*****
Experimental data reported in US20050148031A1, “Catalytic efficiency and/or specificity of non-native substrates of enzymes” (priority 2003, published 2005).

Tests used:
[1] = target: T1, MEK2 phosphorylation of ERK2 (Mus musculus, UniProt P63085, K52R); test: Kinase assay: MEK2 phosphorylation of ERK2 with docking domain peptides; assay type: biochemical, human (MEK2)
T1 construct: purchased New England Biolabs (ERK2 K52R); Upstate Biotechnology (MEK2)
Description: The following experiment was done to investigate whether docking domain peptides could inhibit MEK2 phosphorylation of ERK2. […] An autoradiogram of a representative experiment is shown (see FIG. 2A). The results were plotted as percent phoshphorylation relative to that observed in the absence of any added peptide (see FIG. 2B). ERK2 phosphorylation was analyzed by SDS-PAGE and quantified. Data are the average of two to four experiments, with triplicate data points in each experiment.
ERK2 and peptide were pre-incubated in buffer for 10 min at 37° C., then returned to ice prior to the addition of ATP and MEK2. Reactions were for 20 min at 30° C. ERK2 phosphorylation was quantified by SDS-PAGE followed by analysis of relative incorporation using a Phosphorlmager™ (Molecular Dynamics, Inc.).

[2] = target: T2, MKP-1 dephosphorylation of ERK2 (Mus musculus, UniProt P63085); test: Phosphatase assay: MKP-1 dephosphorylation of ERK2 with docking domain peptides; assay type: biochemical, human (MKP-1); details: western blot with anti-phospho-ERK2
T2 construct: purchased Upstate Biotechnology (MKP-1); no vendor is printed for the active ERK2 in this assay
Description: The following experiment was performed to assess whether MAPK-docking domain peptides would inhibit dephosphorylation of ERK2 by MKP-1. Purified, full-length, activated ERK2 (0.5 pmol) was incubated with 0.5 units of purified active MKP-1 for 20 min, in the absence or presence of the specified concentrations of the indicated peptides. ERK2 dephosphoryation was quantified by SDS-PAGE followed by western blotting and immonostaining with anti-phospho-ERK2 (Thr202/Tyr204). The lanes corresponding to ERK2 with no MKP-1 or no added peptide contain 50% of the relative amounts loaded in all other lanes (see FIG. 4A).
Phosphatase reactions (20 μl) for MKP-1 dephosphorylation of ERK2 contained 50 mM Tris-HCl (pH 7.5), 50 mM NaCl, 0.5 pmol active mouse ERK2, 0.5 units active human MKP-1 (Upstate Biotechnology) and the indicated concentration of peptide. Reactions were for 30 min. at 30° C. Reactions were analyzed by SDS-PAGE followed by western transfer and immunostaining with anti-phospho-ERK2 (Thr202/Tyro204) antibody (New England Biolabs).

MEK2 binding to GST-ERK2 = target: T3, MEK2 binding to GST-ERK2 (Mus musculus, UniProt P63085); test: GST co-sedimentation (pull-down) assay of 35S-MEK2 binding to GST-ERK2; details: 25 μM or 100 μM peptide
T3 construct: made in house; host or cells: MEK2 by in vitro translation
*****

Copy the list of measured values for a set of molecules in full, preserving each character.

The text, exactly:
Experimental data reported in US20050148031A1, “Catalytic efficiency and/or specificity of non-native substrates of enzymes” (priority 2003, published 2005).

Tests used:
[1] = target: T1, MEK2 phosphorylation of ERK2 (Mus musculus, UniProt P63085, K52R); test: Kinase assay: MEK2 phosphorylation of ERK2 with docking domain peptides; assay type: biochemical, human (MEK2)
T1 construct: purchased New England Biolabs (ERK2 K52R); Upstate Biotechnology (MEK2)
Description: The following experiment was done to investigate whether docking domain peptides could inhibit MEK2 phosphorylation of ERK2. […] An autoradiogram of a representative experiment is shown (see FIG. 2A). The results were plotted as percent phoshphorylation relative to that observed in the absence of any added peptide (see FIG. 2B). ERK2 phosphorylation was analyzed by SDS-PAGE and quantified. Data are the average of two to four experiments, with triplicate data points in each experiment.
ERK2 and peptide were pre-incubated in buffer for 10 min at 37° C., then returned to ice prior to the addition of ATP and MEK2. Reactions were for 20 min at 30° C. ERK2 phosphorylation was quantified by SDS-PAGE followed by analysis of relative incorporation using a Phosphorlmager™ (Molecular Dynamics, Inc.).

[2] = target: T2, MKP-1 dephosphorylation of ERK2 (Mus musculus, UniProt P63085); test: Phosphatase assay: MKP-1 dephosphorylation of ERK2 with docking domain peptides; assay type: biochemical, human (MKP-1); details: western blot with anti-phospho-ERK2
T2 construct: purchased Upstate Biotechnology (MKP-1); no vendor is printed for the active ERK2 in this assay
Description: The following experiment was performed to assess whether MAPK-docking domain peptides would inhibit dephosphorylation of ERK2 by MKP-1. Purified, full-length, activated ERK2 (0.5 pmol) was incubated with 0.5 units of purified active MKP-1 for 20 min, in the absence or presence of the specified concentrations of the indicated peptides. ERK2 dephosphoryation was quantified by SDS-PAGE followed by western blotting and immonostaining with anti-phospho-ERK2 (Thr202/Tyr204). The lanes corresponding to ERK2 with no MKP-1 or no added peptide contain 50% of the relative amounts loaded in all other lanes (see FIG. 4A).
Phosphatase reactions (20 μl) for MKP-1 dephosphorylation of ERK2 contained 50 mM Tris-HCl (pH 7.5), 50 mM NaCl, 0.5 pmol active mouse ERK2, 0.5 units active human MKP-1 (Upstate Biotechnology) and the indicated concentration of peptide. Reactions were for 30 min. at 30° C. Reactions were analyzed by SDS-PAGE followed by western transfer and immunostaining with anti-phospho-ERK2 (Thr202/Tyro204) antibody (New England Biolabs).

MEK2 binding to GST-ERK2 = target: T3, MEK2 binding to GST-ERK2 (Mus musculus, UniProt P63085); test: GST co-sedimentation (pull-down) assay of 35S-MEK2 binding to GST-ERK2; details: 25 μM or 100 μM peptide
T3 construct: made in house; host or cells: MEK2 by in vitro translation